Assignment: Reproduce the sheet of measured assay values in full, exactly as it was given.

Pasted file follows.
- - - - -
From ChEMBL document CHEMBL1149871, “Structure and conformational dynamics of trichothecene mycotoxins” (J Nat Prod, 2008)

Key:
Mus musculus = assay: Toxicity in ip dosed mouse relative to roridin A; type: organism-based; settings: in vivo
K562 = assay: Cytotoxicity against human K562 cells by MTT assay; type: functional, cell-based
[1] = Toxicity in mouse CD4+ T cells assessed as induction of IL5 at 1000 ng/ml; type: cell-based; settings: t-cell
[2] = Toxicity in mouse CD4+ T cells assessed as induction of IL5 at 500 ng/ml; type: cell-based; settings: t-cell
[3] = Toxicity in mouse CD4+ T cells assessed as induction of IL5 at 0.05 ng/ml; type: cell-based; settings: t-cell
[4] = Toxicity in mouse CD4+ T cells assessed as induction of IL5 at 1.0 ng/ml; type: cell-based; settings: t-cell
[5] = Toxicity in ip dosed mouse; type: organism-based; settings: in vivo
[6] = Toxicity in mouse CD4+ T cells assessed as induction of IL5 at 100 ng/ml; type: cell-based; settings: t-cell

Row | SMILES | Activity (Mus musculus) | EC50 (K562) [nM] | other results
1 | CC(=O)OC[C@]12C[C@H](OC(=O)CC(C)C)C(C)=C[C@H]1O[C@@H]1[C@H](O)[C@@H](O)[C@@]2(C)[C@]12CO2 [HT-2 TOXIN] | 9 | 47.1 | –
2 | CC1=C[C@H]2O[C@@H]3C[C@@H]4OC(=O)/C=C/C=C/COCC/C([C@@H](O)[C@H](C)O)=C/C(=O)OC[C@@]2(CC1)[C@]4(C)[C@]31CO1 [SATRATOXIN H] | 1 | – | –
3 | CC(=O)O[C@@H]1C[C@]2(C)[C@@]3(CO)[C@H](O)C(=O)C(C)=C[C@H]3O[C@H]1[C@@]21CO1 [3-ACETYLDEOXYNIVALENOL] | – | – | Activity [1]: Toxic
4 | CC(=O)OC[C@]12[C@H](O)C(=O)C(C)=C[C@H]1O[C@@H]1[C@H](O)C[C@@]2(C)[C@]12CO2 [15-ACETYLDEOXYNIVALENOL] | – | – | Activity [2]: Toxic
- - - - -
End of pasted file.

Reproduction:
From ChEMBL document CHEMBL1149871, “Structure and conformational dynamics of trichothecene mycotoxins” (J Nat Prod, 2008)

Key:
Mus musculus = assay: Toxicity in ip dosed mouse relative to roridin A; type: organism-based; settings: in vivo
K562 = assay: Cytotoxicity against human K562 cells by MTT assay; type: functional, cell-based
[1] = Toxicity in mouse CD4+ T cells assessed as induction of IL5 at 1000 ng/ml; type: cell-based; settings: t-cell
[2] = Toxicity in mouse CD4+ T cells assessed as induction of IL5 at 500 ng/ml; type: cell-based; settings: t-cell
[3] = Toxicity in mouse CD4+ T cells assessed as induction of IL5 at 0.05 ng/ml; type: cell-based; settings: t-cell
[4] = Toxicity in mouse CD4+ T cells assessed as induction of IL5 at 1.0 ng/ml; type: cell-based; settings: t-cell
[5] = Toxicity in ip dosed mouse; type: organism-based; settings: in vivo
[6] = Toxicity in mouse CD4+ T cells assessed as induction of IL5 at 100 ng/ml; type: cell-based; settings: t-cell

Row | SMILES | Activity (Mus musculus) | EC50 (K562) [nM] | other results
1 | CC(=O)OC[C@]12C[C@H](OC(=O)CC(C)C)C(C)=C[C@H]1O[C@@H]1[C@H](O)[C@@H](O)[C@@]2(C)[C@]12CO2 [HT-2 TOXIN] | 9 | 47.1 | –
2 | CC1=C[C@H]2O[C@@H]3C[C@@H]4OC(=O)/C=C/C=C/COCC/C([C@@H](O)[C@H](C)O)=C/C(=O)OC[C@@]2(CC1)[C@]4(C)[C@]31CO1 [SATRATOXIN H] | 1 | – | –
3 | CC(=O)O[C@@H]1C[C@]2(C)[C@@]3(CO)[C@H](O)C(=O)C(C)=C[C@H]3O[C@H]1[C@@]21CO1 [3-ACETYLDEOXYNIVALENOL] | – | – | Activity [1]: Toxic
4 | CC(=O)OC[C@]12[C@H](O)C(=O)C(C)=C[C@H]1O[C@@H]1[C@H](O)C[C@@]2(C)[C@]12CO2 [15-ACETYLDEOXYNIVALENOL] | – | – | Activity [2]: Toxic